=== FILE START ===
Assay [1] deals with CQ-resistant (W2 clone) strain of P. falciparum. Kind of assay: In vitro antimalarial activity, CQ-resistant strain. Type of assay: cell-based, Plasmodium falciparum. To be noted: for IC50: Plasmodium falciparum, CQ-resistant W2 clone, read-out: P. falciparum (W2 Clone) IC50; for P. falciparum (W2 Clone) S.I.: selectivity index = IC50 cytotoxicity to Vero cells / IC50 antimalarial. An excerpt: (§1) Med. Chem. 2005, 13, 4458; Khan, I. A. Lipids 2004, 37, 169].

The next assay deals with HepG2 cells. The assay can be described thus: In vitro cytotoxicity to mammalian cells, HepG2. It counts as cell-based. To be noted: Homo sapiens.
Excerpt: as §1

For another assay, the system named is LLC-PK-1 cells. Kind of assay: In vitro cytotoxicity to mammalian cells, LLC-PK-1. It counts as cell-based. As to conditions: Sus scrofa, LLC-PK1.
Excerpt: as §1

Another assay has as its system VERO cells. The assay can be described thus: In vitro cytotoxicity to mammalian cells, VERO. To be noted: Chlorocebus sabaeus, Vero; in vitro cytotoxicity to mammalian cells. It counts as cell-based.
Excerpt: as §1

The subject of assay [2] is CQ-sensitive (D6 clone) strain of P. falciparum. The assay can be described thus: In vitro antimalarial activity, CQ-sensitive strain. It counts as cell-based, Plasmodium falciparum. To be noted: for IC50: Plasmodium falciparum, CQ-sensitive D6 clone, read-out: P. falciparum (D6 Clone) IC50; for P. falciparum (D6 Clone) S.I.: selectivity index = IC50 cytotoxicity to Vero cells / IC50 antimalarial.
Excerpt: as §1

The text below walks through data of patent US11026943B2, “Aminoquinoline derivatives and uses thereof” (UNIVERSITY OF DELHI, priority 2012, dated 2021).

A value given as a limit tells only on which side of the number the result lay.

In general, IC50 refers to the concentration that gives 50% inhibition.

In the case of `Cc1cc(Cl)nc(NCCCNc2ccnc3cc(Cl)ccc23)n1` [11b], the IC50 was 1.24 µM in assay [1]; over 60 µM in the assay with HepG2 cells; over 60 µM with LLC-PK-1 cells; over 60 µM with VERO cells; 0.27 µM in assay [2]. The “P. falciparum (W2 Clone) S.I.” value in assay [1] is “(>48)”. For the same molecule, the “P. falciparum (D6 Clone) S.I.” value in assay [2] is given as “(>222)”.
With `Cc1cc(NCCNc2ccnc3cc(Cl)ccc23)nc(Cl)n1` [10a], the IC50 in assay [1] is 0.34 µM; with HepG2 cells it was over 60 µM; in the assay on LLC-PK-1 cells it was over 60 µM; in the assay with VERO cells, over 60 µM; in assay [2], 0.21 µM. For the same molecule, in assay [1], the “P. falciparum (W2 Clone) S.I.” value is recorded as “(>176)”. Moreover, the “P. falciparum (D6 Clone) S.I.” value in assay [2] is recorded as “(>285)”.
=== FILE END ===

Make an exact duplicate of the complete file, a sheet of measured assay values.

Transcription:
Assay [1] deals with CQ-resistant (W2 clone) strain of P. falciparum. Kind of assay: In vitro antimalarial activity, CQ-resistant strain. Type of assay: cell-based, Plasmodium falciparum. To be noted: for IC50: Plasmodium falciparum, CQ-resistant W2 clone, read-out: P. falciparum (W2 Clone) IC50; for P. falciparum (W2 Clone) S.I.: selectivity index = IC50 cytotoxicity to Vero cells / IC50 antimalarial. An excerpt: (§1) Med. Chem. 2005, 13, 4458; Khan, I. A. Lipids 2004, 37, 169].

The next assay deals with HepG2 cells. The assay can be described thus: In vitro cytotoxicity to mammalian cells, HepG2. It counts as cell-based. To be noted: Homo sapiens.
Excerpt: as §1

For another assay, the system named is LLC-PK-1 cells. Kind of assay: In vitro cytotoxicity to mammalian cells, LLC-PK-1. It counts as cell-based. As to conditions: Sus scrofa, LLC-PK1.
Excerpt: as §1

Another assay has as its system VERO cells. The assay can be described thus: In vitro cytotoxicity to mammalian cells, VERO. To be noted: Chlorocebus sabaeus, Vero; in vitro cytotoxicity to mammalian cells. It counts as cell-based.
Excerpt: as §1

The subject of assay [2] is CQ-sensitive (D6 clone) strain of P. falciparum. The assay can be described thus: In vitro antimalarial activity, CQ-sensitive strain. It counts as cell-based, Plasmodium falciparum. To be noted: for IC50: Plasmodium falciparum, CQ-sensitive D6 clone, read-out: P. falciparum (D6 Clone) IC50; for P. falciparum (D6 Clone) S.I.: selectivity index = IC50 cytotoxicity to Vero cells / IC50 antimalarial.
Excerpt: as §1

The text below walks through data of patent US11026943B2, “Aminoquinoline derivatives and uses thereof” (UNIVERSITY OF DELHI, priority 2012, dated 2021).

A value given as a limit tells only on which side of the number the result lay.

In general, IC50 refers to the concentration that gives 50% inhibition.

In the case of `Cc1cc(Cl)nc(NCCCNc2ccnc3cc(Cl)ccc23)n1` [11b], the IC50 was 1.24 µM in assay [1]; over 60 µM in the assay with HepG2 cells; over 60 µM with LLC-PK-1 cells; over 60 µM with VERO cells; 0.27 µM in assay [2]. The “P. falciparum (W2 Clone) S.I.” value in assay [1] is “(>48)”. For the same molecule, the “P. falciparum (D6 Clone) S.I.” value in assay [2] is given as “(>222)”.
With `Cc1cc(NCCNc2ccnc3cc(Cl)ccc23)nc(Cl)n1` [10a], the IC50 in assay [1] is 0.34 µM; with HepG2 cells it was over 60 µM; in the assay on LLC-PK-1 cells it was over 60 µM; in the assay with VERO cells, over 60 µM; in assay [2], 0.21 µM. For the same molecule, in assay [1], the “P. falciparum (W2 Clone) S.I.” value is recorded as “(>176)”. Moreover, the “P. falciparum (D6 Clone) S.I.” value in assay [2] is recorded as “(>285)”.